Richard Longworth, senior fellow of The Chicago Council on Global Affairs and an expert on globalization's impact on the Midwest, spoke with WMUK in Kalamazoo leading up to his participation on the September 11 "Albion Tomorrow" panel discussion.
Science Writer, Gene Researcher Examine Health Issues During Isaac Symposium
"The Man-Made Flu Debate" is explained by one of the nation's most prominent and engaging science writers on Thursday, April 19, in the Norris Center Towsley Hall. Writer and policy analyst Laurie Garrett is the 2012 Joseph S. Calvaruso Keynote speaker, capping the College's Isaac Student Research Symposium. The Symposium opens Wednesday, April 18, an Towsley Hall, as Lawrence Schook, '72, gives the Isaac Alumni Lecture.
Ethnic Studies Students Discuss 'Genesis of Hip-Hop'
Albion College's Ethnic Studies Scholars discuss "The Genesis of Hip-Hop" with a panel and discussion Wednesday, April 4, at 6 p.m. in the Bobbitt Visual Arts Center.
The event will cover the origins of hip-hop, its social and political context, and original purposes. The presentation will focus on 1970-80s development, but presenters include current student researchers and performers.
This presentation is free and open to the public. For more information contact event organizer Calvin Walds (
) or Demetrius Washington (
Cloutier, '14, Takes Advantage of Opportunities at Albion
Despite only being in the middle of her sophomore year, Marissa Cloutier has taken advantage of the opportunities Albion College has to offer.
Cloutier took two trips during Albion’s recent break between semesters. The first was a weeklong December journey to Honduras with a group from Global Medical Brigades where she worked in a temporary clinic that saw more than 450 patients in three days. Her second weeklong experience was closer to home as she got an intensive look at revitalization efforts in Detroit along with 19 other Albion students in the Sleight Leadership Program.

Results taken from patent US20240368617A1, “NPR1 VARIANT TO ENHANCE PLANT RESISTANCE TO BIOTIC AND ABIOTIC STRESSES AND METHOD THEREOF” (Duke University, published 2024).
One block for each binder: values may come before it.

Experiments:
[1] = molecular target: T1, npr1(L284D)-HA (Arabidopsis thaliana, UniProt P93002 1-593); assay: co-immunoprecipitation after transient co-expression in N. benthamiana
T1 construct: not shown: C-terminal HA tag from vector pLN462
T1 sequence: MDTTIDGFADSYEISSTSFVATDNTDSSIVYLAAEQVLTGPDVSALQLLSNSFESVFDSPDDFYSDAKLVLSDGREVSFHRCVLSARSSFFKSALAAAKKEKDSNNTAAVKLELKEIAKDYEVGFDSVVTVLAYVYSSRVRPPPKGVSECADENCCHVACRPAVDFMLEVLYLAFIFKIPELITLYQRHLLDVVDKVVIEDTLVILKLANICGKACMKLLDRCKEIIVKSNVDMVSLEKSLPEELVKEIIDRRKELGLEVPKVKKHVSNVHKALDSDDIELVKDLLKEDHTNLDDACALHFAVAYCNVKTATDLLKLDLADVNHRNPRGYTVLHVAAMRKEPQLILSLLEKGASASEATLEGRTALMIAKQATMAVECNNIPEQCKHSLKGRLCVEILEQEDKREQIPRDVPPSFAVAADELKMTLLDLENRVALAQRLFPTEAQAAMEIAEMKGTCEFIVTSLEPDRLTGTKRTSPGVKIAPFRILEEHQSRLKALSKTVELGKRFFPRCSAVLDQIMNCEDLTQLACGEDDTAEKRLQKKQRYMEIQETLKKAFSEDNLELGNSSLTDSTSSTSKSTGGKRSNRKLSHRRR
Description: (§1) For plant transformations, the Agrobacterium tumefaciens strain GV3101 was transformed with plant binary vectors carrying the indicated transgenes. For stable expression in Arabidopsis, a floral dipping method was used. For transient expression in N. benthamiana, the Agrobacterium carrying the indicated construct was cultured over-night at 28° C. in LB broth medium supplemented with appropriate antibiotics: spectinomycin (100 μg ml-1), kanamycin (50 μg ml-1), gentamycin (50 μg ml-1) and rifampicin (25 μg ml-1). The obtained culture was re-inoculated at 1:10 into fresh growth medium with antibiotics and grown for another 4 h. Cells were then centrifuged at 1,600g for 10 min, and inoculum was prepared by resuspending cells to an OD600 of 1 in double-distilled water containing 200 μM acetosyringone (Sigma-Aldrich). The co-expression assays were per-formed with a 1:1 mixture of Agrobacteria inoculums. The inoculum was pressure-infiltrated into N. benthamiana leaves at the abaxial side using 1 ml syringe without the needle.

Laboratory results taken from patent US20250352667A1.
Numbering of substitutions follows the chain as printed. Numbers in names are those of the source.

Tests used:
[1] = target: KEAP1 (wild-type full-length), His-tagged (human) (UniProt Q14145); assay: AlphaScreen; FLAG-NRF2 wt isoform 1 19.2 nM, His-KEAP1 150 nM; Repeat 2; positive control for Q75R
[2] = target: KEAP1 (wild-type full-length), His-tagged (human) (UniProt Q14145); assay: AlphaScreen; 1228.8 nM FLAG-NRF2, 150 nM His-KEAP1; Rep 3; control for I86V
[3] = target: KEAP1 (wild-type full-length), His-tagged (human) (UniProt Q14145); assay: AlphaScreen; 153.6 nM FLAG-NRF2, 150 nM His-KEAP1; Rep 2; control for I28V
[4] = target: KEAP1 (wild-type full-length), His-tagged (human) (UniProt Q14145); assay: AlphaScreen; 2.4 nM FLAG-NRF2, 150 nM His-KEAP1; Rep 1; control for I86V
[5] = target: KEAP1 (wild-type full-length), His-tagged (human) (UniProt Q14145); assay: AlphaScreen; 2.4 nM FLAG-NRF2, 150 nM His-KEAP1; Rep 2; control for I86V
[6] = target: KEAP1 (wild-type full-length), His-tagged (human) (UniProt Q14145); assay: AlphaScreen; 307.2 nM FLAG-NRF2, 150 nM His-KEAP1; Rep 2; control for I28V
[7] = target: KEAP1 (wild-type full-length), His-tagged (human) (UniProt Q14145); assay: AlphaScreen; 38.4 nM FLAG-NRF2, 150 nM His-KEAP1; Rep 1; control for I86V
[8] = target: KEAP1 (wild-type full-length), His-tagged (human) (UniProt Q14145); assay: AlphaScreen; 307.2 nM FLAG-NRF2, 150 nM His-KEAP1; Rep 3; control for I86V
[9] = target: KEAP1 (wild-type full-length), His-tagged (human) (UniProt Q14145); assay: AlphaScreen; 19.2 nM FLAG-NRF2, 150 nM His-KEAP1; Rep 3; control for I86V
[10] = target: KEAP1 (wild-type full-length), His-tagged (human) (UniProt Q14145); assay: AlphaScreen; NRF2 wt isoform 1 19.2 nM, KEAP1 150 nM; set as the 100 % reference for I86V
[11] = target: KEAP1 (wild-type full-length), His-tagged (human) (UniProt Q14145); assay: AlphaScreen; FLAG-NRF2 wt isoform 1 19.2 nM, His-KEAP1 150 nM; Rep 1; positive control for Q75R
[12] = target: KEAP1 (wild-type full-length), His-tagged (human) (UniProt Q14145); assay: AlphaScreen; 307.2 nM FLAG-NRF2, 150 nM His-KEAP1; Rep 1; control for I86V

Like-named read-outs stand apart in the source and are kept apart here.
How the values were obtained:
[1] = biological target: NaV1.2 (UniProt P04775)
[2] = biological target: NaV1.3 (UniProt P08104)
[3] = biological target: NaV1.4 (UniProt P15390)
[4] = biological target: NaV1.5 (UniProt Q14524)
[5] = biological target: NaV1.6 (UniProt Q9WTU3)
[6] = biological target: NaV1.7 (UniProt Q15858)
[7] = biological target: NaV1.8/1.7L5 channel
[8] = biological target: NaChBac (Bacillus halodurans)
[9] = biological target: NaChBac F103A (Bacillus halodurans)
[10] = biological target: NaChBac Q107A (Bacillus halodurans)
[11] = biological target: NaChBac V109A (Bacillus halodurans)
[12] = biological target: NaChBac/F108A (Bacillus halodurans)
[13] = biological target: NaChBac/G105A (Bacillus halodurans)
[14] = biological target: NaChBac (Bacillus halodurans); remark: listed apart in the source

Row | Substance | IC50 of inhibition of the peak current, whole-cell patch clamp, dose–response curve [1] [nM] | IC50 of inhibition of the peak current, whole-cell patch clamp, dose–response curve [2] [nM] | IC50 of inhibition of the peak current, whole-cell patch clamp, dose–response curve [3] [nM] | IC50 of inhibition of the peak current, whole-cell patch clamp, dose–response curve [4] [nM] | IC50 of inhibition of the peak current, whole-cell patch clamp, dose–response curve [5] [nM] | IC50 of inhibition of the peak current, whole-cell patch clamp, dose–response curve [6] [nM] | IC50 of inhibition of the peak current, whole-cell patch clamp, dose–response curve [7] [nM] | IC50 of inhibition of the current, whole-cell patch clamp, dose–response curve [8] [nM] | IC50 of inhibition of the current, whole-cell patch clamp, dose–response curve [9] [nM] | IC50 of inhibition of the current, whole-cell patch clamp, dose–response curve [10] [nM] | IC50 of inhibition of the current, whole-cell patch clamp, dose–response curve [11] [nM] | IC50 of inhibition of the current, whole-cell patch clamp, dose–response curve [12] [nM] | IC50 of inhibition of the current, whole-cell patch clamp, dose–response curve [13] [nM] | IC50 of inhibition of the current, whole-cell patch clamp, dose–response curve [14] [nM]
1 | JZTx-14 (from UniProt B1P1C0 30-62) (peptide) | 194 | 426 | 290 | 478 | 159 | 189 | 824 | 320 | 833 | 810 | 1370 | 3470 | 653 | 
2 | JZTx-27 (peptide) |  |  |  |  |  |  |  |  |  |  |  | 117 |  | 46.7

A cornerback on the Albion College football team, Matt Lozier, '12, is used to tackling opponents. This summer, the Clarklake native found himself tackling cancer – one of the most menacing opponents some people ever face – as an intern at the Owensboro Cancer Research Program (OCRP).
The OCRP, under the direction of Dr. Keith Davis, '79, is devoted to unlocking the potential of plant-based pharmaceuticals and antiviral proteins. Lozier was modifying lunasin, a protein isolated from soybeans that has been suggested to possess anti-cancer and anti-inflammatory properties, with materials that would allow lunasin to bind specifically to integrins on cancer cells. The hope is to find a treatment that would directly target cancer cells while allowing good cells to live.